The financial terms of a bank acquisition cannot be finalized until the acquiror has completed a formal due diligence review of your institution. When the managed acquisition process described earlier is being followed, the acquiror’s due diligence is usually conducted after the preliminary expressions of interest have been received and before the final price negotiations have occurred. Due diligence can also be scheduled during other timeframes. Because of confidentiality concerns, some community banks postpone the final due diligence process until a single apparently-winning bidder has been selected. Where this approach is used, all of the prospective acquirors may be allowed to conduct limited preliminary due diligence off-site prior to submitting their acquisition proposals. In yet another approach, some acquirors (typically those hopeful of completing a transaction on a sole source or noncompetitive basis) encourage delaying any formal due diligence until after a letter of intent has been signed and announced. When this approach is used, due diligence is conducted while the definitive agreement is being negotiated. This approach can even be extended so that the due diligence is not conducted until after the definitive agreement has been signed. In this alternative, the acquiror retains the right to terminate the definitive agreement if it is not satisfied with the results of its review. Regardless of when the due diligence is conducted, you should always sign a mutual confidentiality agreement before exchanging information with an acquiror.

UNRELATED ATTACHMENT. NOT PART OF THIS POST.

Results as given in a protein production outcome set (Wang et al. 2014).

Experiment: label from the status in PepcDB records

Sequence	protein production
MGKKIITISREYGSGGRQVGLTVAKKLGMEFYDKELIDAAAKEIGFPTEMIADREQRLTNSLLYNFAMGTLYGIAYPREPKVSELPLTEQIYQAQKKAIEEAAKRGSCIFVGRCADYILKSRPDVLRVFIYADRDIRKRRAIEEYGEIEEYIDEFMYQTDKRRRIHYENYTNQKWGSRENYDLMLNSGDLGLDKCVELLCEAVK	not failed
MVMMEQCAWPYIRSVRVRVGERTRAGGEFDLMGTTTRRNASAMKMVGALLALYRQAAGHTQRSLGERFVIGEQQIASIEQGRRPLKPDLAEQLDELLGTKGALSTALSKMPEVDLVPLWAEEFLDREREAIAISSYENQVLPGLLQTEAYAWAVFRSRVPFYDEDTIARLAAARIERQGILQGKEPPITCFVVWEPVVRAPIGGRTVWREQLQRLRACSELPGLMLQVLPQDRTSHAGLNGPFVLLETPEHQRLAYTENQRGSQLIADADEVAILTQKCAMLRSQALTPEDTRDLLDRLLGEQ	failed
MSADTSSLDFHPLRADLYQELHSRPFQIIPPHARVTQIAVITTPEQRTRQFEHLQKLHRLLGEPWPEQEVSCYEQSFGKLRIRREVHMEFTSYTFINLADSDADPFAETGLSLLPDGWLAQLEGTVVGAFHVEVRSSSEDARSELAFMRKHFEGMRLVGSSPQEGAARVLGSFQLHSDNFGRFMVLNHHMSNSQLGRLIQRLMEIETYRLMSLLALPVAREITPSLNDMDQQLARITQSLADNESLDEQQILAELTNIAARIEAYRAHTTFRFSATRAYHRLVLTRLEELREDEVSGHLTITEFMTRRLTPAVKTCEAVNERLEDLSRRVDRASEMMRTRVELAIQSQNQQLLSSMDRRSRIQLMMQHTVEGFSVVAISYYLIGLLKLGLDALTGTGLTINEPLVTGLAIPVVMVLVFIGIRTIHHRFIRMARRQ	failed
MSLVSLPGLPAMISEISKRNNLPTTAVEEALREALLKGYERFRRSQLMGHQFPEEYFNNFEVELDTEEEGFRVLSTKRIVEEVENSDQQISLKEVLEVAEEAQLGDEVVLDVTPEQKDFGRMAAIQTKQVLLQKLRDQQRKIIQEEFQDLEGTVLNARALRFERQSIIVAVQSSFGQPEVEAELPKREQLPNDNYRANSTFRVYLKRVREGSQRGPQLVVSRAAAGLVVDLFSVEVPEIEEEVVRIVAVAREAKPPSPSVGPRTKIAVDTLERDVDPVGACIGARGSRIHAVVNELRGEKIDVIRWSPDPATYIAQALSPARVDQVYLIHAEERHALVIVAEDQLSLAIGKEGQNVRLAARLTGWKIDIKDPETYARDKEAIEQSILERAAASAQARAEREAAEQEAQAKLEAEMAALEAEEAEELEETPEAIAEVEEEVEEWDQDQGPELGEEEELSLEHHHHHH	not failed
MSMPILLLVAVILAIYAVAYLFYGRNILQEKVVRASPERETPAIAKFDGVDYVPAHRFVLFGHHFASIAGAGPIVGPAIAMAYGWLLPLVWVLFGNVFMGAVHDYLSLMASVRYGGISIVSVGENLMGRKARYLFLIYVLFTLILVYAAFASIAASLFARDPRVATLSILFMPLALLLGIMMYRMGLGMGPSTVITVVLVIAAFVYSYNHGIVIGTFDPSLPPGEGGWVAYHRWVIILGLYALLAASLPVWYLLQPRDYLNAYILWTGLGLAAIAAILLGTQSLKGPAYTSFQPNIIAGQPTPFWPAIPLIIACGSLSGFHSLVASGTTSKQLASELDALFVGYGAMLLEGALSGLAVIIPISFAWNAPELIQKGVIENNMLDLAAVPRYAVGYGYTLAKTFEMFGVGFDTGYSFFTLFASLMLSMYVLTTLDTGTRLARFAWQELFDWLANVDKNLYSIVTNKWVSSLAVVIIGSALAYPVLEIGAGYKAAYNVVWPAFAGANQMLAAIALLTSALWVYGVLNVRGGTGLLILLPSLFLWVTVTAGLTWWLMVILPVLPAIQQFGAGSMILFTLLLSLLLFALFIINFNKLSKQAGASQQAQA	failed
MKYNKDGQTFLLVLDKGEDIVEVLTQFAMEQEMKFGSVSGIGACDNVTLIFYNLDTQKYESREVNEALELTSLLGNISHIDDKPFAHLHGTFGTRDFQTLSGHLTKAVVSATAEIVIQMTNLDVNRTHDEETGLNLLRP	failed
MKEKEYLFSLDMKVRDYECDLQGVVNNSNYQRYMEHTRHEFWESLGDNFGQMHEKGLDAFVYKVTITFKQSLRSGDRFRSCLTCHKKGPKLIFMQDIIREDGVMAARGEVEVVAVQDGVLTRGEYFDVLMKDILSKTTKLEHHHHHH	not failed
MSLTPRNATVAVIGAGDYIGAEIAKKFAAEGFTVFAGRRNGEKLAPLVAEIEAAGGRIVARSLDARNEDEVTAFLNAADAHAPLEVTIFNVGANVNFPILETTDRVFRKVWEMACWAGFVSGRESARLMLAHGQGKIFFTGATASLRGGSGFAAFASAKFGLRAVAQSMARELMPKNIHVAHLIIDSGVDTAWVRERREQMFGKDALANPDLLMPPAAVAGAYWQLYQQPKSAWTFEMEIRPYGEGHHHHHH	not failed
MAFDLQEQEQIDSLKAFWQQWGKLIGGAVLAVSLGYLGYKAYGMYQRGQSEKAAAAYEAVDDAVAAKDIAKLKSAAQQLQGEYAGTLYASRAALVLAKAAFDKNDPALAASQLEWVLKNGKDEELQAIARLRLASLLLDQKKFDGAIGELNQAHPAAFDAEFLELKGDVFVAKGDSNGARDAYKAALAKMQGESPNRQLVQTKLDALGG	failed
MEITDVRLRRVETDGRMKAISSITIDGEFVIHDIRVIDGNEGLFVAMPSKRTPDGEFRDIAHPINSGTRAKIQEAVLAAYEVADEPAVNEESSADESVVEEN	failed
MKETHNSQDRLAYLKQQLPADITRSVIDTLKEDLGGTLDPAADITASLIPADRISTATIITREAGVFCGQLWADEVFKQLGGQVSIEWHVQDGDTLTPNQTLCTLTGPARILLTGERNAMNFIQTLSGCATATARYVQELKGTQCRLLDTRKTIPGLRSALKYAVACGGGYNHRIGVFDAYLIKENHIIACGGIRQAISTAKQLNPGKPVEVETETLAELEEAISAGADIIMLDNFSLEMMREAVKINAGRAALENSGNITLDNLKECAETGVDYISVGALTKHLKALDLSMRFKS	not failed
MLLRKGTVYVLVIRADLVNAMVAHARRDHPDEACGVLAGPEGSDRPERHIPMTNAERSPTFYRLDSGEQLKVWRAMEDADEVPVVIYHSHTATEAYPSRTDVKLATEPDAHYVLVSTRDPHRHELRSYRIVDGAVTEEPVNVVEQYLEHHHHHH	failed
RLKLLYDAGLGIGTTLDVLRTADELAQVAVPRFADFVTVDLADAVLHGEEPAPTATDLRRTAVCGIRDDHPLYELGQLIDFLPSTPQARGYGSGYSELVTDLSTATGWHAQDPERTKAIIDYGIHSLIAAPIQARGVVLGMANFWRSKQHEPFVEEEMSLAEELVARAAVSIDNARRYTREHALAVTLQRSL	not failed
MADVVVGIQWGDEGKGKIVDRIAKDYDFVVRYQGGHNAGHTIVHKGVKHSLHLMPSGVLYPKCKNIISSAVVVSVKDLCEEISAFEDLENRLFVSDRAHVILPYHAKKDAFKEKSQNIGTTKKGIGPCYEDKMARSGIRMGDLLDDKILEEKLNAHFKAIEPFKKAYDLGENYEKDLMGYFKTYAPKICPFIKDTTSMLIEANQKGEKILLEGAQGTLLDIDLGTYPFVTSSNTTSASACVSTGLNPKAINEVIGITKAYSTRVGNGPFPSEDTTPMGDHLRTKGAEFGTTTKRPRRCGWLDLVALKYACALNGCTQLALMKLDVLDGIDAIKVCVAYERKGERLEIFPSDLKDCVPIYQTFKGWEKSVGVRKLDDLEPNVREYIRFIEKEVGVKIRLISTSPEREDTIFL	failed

From your perspective, there are strong reasons to conduct due diligence before the final price negotiations are held and before any letter of intent or definitive agreements are signed or announced. When the due diligence process is conducted before the final price discussions are held, each prospective acquiror has an equal opportunity to put its highest and best price on the table, without holding dollars back due to uncertainties or contingencies. This maximizes competition and shareholder value. If due diligence is delayed until after the letter of intent or definitive agreement has been announced and the acquiror discovers (or purports to discover) adverse conditions in its due diligence review, your bank could be forced to announce the termination or unfavorable amendment of the agreement. This would put your institution in an untenable bargaining position. It would also expose you to the risk of customer, employee, and shareholder unrest as well as a damaged reputation.